Coming to America. . . Accidental Americans Beware – The Law Requires a U.S. Passport!

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Dual nationals who have lived almost all of their lives outside the U.S. routinely travel with their passport of their country of residence.  US Passport

They are typically not aware that they must have a U.S. passport to travel to the U.S. pursuant to a 2004 law, known as the Intelligence Reform and Terrorism Prevention Act.

There are many dual nationals living in countries throughout the world.  The statistics are a bit fuzzy as to the exact numbers.

Apparently, Mexico is the country where more U.S. citizens reside, according to the State Department, and Canada is number two on the list. Approximately 1 million U.S. citizens lived in Mexico, while 687,000 were in Canada. Other countries with large numbers of U.S. citizens included the United Kingdom (224,000), Germany (211,000), Israel (184,000), Italy (169,000), Philippines (105,000), Australia (103,000), France (102,000), and Spain (95,000). According to State Department data, these ten countries contain about 70% of all U.S. citizens living abroad.  See, Accidental Americans” – Rush to Renounce U.S. Citizenship to Avoid the Ugly U.S. Tax Web” International Tax Journal, CCH Wolters Kluwer, Nov./Dec. 2012, Vol. 38 Issue 6, p45.
Most of these individuals (who were born in the U.S. or who have U.S. citizenship via derivative citizenship) living outside the U.S. are probably unaware that U.S. law requires they obtain a U.S. passport to travel in or out of the U.S.  A foreign resident individual with a U.S. parent, must consider whether they too are also a U.S. citizen by the concept known as “derivative citizenship“; i.e., “derived” from a U.S. citizen parent.  If so, this law, Intelligence Reform and Terrorism Prevention Act, requires a U.S. passport.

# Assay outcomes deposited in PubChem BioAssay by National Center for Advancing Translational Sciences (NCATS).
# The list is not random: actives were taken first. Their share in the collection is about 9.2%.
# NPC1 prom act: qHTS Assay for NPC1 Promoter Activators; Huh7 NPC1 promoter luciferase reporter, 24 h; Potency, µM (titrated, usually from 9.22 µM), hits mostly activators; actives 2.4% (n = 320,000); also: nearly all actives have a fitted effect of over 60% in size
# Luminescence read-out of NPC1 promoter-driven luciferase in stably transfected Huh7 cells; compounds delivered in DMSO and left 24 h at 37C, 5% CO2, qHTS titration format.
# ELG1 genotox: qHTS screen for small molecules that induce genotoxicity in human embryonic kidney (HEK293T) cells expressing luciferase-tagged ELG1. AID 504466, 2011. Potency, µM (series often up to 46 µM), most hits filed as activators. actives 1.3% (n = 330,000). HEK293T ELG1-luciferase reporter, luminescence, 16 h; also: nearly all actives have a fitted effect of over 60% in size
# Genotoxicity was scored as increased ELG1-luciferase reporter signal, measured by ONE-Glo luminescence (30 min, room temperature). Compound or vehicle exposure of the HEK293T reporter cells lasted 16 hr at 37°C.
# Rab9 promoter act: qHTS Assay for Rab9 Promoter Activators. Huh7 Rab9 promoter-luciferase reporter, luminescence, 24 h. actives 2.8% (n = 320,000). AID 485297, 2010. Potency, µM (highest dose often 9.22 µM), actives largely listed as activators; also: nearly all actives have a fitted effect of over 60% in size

The Department of Homeland Security and Department of State published regulations in 2008 that specifically require all U.S. citizens (including dual nationals) to generally have a U.S. passport to enter into or leave the U.S.  This was not the case in previous years.  There are 4 substitute documents (instead of a U.S. passport) that can be used in certain circumstance (although the U.S. passport card – is the only practical document in most cases), which consist of the following:
(2) a U.S. passport card; (3) a valid trusted traveler card (NEXUS, FAST, or SENTRI);
(4) a valid MMD when traveling in conjunction with official maritime business; or
(5) a valid U.S. Military identification card when traveling on official orders or permit.
At the end of the day, the law almost always requires any U.S. citizen, including “Accidental Americans” to have a U.S. passport  or U.S. passport card when they travel into the U.S.  Having a passport of the country of residence is not sufficient.



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